06 Skin I'm In 2:45
07 I Don't Know (Satisfaction) 3:33
08 Keep On Dancin' 2:42
09 Que Sera, Sera (Whatever Will Be, Will Be) 5:12
10 If It Were Left Up To Me 1:55
11 Babies Makin' Babies 4:19
Bonus Tracks
12 Let Me Have It All (Alternate Mix) 2:19
13 Frisky (Alternate Mix) 3:27
14 Skin I'm In (Alternate Mix) 2:48
15 Keep On Dancin' (Alternate Mix) 2:44
16 Babies Makin' Babies (Alternate Version) 4:20

Sly & The Family Stone - Fresh (ogg 123mb)

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A new bass player and drummer signaled a toned-down Sly & the Family Stone sound. Partially in keeping with changes in much of popular music in the early '70s, and maybe the result of marriage and a child, Sly became more introspective, quieter, and calmer, even employing a string section on various cuts. A less exhilarating album than earlier efforts, there is still much of merit here, including the Top Ten R&B hit "Time for Livin'."



Sly & The Family Stone - Small Talk (flac 279mb)

01 Small Talk 3:22
02 Say You Will 3:18
03 Mother Beautiful 2:01
04 Time For Livin' 3:17
05 Can't Strain My Brain 4:09
06 Loose Booty 3:47
07 Holdin' On 3:39
08 Wishful Thinkin' 4:26
09 Better Thee Than Me 3:35
10 Livin' While I'm Livin' 2:58
11 This Is Love 2:54
Bonus Tracks
12 Crossword Puzzle (Early Version) 3:47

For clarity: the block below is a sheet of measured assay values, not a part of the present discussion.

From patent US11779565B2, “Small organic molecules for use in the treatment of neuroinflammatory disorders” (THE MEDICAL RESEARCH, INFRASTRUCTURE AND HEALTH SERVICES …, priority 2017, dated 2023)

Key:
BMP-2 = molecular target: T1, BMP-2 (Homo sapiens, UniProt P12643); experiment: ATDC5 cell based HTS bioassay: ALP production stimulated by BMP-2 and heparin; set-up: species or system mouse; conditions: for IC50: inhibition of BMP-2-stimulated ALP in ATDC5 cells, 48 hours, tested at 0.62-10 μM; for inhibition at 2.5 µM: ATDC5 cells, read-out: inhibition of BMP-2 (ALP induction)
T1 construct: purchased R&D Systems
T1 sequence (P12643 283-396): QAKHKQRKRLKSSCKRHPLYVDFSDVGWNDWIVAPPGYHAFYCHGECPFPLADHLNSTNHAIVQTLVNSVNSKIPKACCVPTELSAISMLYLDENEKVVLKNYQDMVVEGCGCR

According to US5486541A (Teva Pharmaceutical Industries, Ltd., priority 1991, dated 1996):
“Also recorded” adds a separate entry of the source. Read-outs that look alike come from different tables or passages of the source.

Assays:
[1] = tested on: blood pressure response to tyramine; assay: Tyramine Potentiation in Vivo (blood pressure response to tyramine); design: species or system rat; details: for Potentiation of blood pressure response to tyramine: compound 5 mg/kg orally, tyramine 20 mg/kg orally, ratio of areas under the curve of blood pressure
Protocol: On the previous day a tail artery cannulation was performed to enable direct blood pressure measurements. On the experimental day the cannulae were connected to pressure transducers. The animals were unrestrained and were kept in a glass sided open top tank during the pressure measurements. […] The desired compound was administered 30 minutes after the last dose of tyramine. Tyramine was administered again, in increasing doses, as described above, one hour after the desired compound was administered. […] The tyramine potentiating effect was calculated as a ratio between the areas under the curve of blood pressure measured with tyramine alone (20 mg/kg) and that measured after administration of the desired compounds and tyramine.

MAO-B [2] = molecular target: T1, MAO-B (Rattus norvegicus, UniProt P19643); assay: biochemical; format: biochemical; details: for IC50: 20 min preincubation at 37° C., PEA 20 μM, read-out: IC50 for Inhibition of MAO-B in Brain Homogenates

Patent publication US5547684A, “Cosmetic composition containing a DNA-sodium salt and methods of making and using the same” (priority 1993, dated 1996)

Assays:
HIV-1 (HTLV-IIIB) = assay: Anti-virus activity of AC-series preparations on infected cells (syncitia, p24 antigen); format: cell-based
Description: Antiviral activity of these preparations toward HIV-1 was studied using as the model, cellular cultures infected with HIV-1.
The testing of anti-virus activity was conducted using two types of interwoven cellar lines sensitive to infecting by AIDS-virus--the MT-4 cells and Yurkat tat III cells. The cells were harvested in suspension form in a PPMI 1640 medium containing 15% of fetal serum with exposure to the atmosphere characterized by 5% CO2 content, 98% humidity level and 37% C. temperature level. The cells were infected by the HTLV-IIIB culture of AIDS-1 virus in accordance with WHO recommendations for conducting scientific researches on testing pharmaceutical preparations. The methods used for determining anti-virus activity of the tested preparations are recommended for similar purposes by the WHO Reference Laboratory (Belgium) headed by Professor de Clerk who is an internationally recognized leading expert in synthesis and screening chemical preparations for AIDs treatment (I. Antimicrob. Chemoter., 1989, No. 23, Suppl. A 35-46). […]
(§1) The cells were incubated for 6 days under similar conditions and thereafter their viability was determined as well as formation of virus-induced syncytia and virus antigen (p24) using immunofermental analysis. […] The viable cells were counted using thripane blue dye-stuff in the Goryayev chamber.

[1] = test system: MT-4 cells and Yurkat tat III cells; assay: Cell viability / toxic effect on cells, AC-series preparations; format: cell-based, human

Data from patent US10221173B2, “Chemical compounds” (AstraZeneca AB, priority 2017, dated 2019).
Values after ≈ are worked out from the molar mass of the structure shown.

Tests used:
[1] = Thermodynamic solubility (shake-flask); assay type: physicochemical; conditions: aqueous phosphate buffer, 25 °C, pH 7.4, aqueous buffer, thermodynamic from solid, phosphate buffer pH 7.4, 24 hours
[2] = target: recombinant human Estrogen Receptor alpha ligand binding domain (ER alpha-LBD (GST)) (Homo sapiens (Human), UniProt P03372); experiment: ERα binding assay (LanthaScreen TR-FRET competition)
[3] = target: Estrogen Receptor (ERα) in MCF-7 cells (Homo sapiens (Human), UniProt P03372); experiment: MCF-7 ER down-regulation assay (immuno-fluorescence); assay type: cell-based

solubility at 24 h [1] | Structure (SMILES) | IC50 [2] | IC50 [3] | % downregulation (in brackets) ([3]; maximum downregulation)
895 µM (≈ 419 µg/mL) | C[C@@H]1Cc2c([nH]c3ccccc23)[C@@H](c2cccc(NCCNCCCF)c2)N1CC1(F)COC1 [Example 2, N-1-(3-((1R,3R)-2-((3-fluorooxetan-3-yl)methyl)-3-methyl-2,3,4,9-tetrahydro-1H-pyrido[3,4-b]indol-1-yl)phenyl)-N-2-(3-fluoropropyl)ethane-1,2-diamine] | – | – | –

13 Time For Livin' (Alternate Version) 3:59
14 Loose Booty (Alternate Version) 2:05
15 Positive (Instrumental) 2:14

Sly & The Family Stone - Small Talk (ogg  108mb)

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The Texas International Pop Festival was a music festival held at Lewisville, Texas, on Labor Day weekend, August 30 to September 1, 1969. It occurred two weeks after Woodstock.

In the late summer of 1969, just a few weeks after they'd played Woodstock, Sly & the Family Stone performed at the Texas International Pop Festival. This is a 50-minute CD bootleg of their performance, and while the sound isn't quite up to official standards, it's not that far off. As such, it's a pretty good souvenir for major Sly & the Family Stone fans, though the average listener might find it a bit superfluous. The band is in good form as it navigates a nine-song set that includes some of its most popular '60s material ("Stand!," "Everyday People," "Higher," "Dance to the Music"), as well as a few less overexposed tunes ("You Can Make It if You Try," "M'Lady"). It also gives you a good idea of how adroitly they combined and flowed into different songs on-stage, and shows them stretching out the numbers from their more concise studio renditions, particularly on "Dance to the Music" and "Higher." The band is close to its peak performance, and material, on this set, and it's likely you'll want it if you want any unreleased Sly & the Family Stone at all.



 Sly & The Family Stone - Texas International Pop Festival (flac  402mb)

01 M'Lady 7:25
02 Sing A Simple Song 5:15
03 You Can Make It If You Try 6:14
04 Everyday People 3:00
05 Dance To The Music 4:24
06 Music Lover 3:49
07 I Want To Take You Higher 2:44
08 Stand! 3:03
09 Fun 4:56
10 I Want To Take You Higher 7:43
11 Stage Announcements 1:39
Bonus tracks - location unknown
12 Intro 0:08
13 Thank You (Falettinme Be Mice Elf Agin) 5:34
14 M'Lady 4:32
15 Sing A Simple Song 5:13
16 Stand! 5:14
17 Dance To The Music 4:09

  Sly & The Family Stone - Texas International Pop Festival (ogg  177mb)